Prophecy Chocolate’s marrying of traditional cacao, sourced from Central America, with Vermont ingredients that include berries and rose petals, envisions bringing those energies back together, to “an age 500 years later when the eagle and condor can once again share the sky in harmony,” as the wrapper for a bar of “Heart ∞ Mind” chocolate tells it. That 70% cacao bar’s ingredients are: cacao beans, panela sugar, reishi and lions mane mushroom extracts, rose petals and dandelion root.

As Mateo told his tale, Tran shaved a bar of raw chocolate to be incorporated into several drinks that visitors were able to sample that evening.

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The theobroma cacao bean is harvested from the fruit, fermented and processed to create chocolate.

Traditional chocolate drinks are made with water because cocoa butter, most often removed from the chocolate we usually see in North America, remains to make the drink rich and smooth. Because of the cocoa butter, milk is not needed to make a rich drink.

To the shaved chocolate and water, Mateo added maple syrup for sweetness. Pouring the warm mixture between two pitchers created a sweet and frothy drink.

Mateo also shared samples of other beans related to the cacao from which Prophecy Chocolate is made. The seeds are large, sometimes brainy looking, and each had a different, somewhat nutty flavor.

A week or so later I went back to the shop and had a chance to talk with Mateo. He has extensive experience in organic agriculture, having worked on dozens of organic farms in the U.S. and throughout South America. “Nowhere is the spirit, beauty and authenticity of traditional cultures reflected more strongly than on the land, with the people,” he writes.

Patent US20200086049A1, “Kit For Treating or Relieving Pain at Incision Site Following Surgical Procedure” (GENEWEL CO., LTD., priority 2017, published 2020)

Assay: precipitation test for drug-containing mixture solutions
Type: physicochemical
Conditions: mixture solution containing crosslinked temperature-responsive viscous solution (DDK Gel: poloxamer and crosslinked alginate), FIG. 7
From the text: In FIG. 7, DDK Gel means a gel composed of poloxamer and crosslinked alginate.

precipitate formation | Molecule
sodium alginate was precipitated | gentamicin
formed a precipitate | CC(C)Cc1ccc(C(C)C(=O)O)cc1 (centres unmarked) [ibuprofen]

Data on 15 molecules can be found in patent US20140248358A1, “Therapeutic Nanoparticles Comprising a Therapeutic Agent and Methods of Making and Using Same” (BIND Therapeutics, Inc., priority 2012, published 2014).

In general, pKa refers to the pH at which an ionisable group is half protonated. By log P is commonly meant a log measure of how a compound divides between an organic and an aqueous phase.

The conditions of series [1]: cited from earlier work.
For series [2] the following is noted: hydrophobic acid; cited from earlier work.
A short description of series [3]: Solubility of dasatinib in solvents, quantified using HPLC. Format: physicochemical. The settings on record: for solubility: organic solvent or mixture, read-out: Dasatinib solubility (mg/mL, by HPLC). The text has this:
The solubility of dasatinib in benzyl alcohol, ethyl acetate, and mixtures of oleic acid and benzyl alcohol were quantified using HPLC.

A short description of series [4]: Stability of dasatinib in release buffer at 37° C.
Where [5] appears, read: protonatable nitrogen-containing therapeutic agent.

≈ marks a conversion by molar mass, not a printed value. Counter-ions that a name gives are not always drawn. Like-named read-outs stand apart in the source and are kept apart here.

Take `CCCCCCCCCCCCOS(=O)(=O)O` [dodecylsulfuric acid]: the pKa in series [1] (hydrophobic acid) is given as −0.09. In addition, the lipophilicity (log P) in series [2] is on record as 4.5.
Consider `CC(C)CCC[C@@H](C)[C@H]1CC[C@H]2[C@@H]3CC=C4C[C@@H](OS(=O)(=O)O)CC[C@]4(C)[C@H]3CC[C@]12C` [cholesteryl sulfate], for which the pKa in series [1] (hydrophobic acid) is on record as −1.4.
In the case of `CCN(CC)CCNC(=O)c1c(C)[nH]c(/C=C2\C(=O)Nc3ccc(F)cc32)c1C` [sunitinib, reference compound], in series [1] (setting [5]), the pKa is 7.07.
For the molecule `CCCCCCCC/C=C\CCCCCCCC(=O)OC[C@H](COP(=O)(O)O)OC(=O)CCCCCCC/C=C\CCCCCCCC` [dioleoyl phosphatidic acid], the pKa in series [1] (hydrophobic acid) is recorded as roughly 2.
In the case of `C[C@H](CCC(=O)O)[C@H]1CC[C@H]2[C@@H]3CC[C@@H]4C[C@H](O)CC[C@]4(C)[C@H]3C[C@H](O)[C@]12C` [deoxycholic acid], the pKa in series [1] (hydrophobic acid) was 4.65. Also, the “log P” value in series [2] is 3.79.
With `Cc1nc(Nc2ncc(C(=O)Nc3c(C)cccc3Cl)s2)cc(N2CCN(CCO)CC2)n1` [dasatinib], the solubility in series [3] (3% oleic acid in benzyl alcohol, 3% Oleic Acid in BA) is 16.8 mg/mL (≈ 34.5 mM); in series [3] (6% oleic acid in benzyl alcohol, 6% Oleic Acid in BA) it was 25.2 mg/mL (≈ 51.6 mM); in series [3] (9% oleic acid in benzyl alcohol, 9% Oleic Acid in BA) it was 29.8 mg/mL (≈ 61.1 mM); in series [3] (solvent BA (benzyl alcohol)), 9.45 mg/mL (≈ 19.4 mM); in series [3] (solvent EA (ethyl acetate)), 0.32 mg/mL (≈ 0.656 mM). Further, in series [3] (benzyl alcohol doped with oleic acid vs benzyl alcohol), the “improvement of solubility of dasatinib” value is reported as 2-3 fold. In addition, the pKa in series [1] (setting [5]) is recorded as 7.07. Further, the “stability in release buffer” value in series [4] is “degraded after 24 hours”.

He told me about himself as he mixed up a frothy green cup of warm macambo matcha. It was delicious on a cold wintery day, but perhaps best enjoyed earlier than my late afternoon visit, as I suspect it was what delayed the onset of that evening’s sleep.

Born Matthew Block, Mateo says his name came while working on landscaping and construction crews with Guatemalans. Since then it’s stuck. He has another name too, Matmon Shimon in Hebrew.

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Theobroma bicolor, known as macambo, majambo, pataxte, jaguar cacao, maraka, wakampe, Kuchi Wakamp, ha-ha, bacao, and korojo is featured in some of Prophecy Chocolate’s hot drinks.

His shop in Hardwick opened in the fall of 2022. It serves as his chocolate factory, except on Fridays when it becomes a restaurant. When I’ve visited there’s always been a spinning tub of fermented and dried cacao, or some other related bean, being ground. It’s a process that can take hours, or even days.

As Mateo told about the eagle and condor being the reason he adds local ingredients, David Fried of Elmore Roots Nursery popped in. Fried is entering his 44th spring of growing fruits and berries in Elmore.

Fried was there for a meal to go, to stock up on chocolate bars and to sample blueberries, raspberries, gooseberries and red currants that Mateo had sourced from him and dried, ready to be added to future Prophecy Chocolate creations.

Mateo writes that, “We have a big dream – to help fulfill the ancient Eagle-Condor Prophecy. The products we craft have been meticulously designed and created to bring joy, happiness, and create balance. To all who we are blessed to share it with, thank you for visiting and sharing in the vision!”

For more information, see prop[email protected], call (617) 840-2497 and @ProphecyChocolate.

Paul Fixx is editor of The Hardwick Gazette and lives in Hardwick.